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How Do I Choose the Best Hydroponic Grow Lights?

Selecting the best hydroponic grow lights hinges on your plants' needs and your growing space. Consider light intensity, spectrum, and energy efficiency. LED lights are popular for their full spectrum and low heat output. Research your plants' specific light requirements and match them with a suitable fixture. Ready to illuminate your hydroponic success? Discover the perfect grow light for your garden.
Jeremy Laukkonen
Jeremy Laukkonen

There are a number of factors you may want to consider when looking for the best hydroponic grow lights, such as your budget, the types of plants you want to grow, and the area you need to light. The most important factor to remember is that hydroponic grow lights need to put out a certain spectrum of light, which can be provided by a few different types of bulbs. If you plan on growing mainly leafy vegetables such as lettuce then fluorescent or metal halide lamps will typically do a good job. High pressure sodium (HPS) lights are another option that can be especially well suited if you want to grow fruiting plants such as tomatoes. You will typically want to have about 40 watts for each square foot in your hydroponic growing system, though that can differ with various types of plants.

Hydroponic grow lights are the primary light source for plants that are grown indoors in liquid based mediums. Since the plants are indoors, it is necessary to provide them with a certain spectrum of light that can support necessary biological functions. Normal incandescent light bulbs typically do not provide this spectrum, but a number of other options do. The type of light provided by different types of light bulbs is sometimes referred to by color temperature, and the desired number for most grow lights is about 5,600° Kelvin (K). Any bulb that is in that general range can be a good hydroponic grow light.

Woman with a flower
Woman with a flower

The least expensive light bulbs that can fit into the correct color temperature range are typically fluorescent. If budget is an important concern to you, then you may want to consider fluorescent hydroponic grow lights. It is important to remember that not all fluorescent bulbs output light in the 5,600 K range, so you need to check the ratings on a bulb before purchasing it. Both metal halide lamps and high pressure sodium lights can also be good grow lights, and you may want to consider an HPS bulb if you grow tomatoes or other fruiting or flowering plants.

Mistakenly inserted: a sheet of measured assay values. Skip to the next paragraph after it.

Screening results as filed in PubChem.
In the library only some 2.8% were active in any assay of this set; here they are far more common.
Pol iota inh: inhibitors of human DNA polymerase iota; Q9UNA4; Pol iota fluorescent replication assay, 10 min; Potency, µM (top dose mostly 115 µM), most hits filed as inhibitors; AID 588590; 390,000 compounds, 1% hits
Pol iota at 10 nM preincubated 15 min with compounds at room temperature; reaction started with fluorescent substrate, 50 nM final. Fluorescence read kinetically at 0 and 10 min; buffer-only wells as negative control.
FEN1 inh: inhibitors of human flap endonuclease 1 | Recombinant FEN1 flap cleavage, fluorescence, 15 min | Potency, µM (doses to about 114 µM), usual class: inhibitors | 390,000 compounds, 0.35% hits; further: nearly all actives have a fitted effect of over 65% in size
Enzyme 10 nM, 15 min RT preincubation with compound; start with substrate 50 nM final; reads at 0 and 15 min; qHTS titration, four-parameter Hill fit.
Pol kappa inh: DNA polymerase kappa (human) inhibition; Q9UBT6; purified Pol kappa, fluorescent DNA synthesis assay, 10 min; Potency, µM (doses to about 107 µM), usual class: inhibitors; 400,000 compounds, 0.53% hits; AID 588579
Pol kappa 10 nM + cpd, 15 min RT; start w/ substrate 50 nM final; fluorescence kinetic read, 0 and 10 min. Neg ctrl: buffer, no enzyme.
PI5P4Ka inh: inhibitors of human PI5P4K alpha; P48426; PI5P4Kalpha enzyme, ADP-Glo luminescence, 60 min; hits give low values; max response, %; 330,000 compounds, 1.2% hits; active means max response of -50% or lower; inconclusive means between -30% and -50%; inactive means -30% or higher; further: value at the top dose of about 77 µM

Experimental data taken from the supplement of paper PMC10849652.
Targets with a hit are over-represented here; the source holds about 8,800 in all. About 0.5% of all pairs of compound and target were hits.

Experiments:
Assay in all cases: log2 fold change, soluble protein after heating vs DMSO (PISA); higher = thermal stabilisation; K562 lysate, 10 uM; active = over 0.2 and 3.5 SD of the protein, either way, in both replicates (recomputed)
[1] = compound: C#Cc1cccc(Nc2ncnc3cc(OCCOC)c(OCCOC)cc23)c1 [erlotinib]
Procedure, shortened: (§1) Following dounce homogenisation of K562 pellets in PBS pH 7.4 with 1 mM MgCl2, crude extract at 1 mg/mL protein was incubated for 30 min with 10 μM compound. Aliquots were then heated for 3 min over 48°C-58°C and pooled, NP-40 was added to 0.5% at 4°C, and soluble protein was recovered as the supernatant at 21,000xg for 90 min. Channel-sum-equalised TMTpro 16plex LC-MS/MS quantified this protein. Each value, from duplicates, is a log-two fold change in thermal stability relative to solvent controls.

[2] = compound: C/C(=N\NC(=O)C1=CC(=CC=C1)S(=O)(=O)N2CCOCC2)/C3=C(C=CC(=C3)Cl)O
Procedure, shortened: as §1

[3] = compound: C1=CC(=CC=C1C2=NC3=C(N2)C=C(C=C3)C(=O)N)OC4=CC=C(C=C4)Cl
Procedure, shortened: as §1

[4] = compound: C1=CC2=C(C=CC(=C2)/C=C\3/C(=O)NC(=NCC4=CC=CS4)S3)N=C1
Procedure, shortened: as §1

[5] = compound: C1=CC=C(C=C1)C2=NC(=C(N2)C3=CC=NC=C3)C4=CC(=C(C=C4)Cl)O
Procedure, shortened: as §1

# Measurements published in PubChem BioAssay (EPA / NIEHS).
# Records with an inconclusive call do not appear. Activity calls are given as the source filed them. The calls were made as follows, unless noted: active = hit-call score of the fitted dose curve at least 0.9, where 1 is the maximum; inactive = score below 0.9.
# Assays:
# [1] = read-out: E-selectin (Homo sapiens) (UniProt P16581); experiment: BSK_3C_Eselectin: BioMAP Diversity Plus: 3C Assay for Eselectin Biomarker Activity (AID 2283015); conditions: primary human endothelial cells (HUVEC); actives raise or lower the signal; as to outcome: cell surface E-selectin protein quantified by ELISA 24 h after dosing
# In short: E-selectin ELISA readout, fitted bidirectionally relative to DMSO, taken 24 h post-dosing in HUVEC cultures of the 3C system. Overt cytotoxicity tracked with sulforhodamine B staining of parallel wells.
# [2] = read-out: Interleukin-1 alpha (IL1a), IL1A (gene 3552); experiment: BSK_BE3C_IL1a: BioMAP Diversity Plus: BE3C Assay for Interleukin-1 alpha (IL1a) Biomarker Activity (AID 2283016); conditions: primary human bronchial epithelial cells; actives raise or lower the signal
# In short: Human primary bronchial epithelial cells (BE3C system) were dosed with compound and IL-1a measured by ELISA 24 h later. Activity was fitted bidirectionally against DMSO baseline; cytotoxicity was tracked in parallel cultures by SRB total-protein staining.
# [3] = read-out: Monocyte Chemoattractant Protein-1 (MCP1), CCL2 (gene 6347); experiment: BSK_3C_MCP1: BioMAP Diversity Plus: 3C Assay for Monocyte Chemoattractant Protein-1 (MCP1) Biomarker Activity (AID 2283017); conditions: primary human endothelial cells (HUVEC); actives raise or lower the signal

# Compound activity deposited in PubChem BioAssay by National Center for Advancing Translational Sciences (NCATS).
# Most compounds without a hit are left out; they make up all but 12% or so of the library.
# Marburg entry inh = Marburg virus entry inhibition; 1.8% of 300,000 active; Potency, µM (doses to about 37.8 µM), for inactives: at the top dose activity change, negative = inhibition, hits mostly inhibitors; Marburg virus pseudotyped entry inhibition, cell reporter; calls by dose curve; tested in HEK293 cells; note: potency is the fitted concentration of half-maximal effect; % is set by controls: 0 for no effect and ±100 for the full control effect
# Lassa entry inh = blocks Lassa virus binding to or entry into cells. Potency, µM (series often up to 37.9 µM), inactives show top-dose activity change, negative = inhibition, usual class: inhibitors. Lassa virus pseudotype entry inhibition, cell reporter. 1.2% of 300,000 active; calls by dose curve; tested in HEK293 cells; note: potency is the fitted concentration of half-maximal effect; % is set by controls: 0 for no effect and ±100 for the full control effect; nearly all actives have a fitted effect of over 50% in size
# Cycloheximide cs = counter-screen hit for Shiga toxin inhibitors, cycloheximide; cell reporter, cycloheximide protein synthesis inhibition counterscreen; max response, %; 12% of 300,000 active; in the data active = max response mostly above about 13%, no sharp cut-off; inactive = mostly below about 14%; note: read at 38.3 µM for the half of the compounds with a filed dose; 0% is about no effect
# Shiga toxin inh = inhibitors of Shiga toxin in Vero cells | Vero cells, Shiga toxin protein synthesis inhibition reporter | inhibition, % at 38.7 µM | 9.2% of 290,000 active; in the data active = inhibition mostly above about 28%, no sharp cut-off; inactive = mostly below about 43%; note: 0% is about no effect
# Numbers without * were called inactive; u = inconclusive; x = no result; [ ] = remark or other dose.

Another factor that can help you select the best hydroponic grow lights is wattage. The necessary wattage can vary from one type of plant to another, and fruiting plants typically need more light than leafy vegetables. If you grow tomatoes then you will want a grow light that puts out about 40 watts for each square foot of growing space, so in order to choose the best lamp you will need to determine how large your growing area is. You may also want to consider the durability of a light since hydroponic systems can result in high humidity environments. A unit with an electronic ballast is necessary if you want to use an automatic light timer, but you will also need to ensure that the additional electronics do not break down in the environment created by your hydroponic system.

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Discussion Comments


@bythewell - The same kinds of lights used for hydroponics are also used for aquariums and they don't tend to be that dangerous, especially now that we've got the option of using LEDs, which don't overheat the way halide lamps would.

Most people reading this aren't going to be setting up a commercial operation. They'll just be looking for a little extra light so they can grow a herb garden indoors or something like that.


@browncoat - Hydroponic light systems tend to be fairly powerful and I really don't think anyone should cut corners when setting one up, particularly if they are beginner or planning on creating an extensive system.

You will want to have warranted parts so that you can get them replaced if you need to. And you will want bulbs that haven't seen much, or any, use, since they only last so many hours. If you get them secondhand there's no real way of knowing how much time they have left and they can be expensive to replace.

You're also going to need to make sure that it's safe. Hydroponics involves relatively large amounts of electricity and water in the same area and the last thing anyone wants is for those to mix in the wrong way. At best you'll ruin your system, but at worse you might kill someone.

This isn't the kind of thing that people should try to jury-rig. It's too dangerous.


You might be able to find a good setup secondhand if you keep an eye on auction websites and noticeboards. This is the kind of hobby that a lot of people will take up without doing enough research into what they need to continue it, which means they'll be happy to unload their equipment.

I've also noticed that you can get relatively cheap lighting from overseas if you find the right website, but be careful that you'll be getting lights that won't need an electrical adapter.

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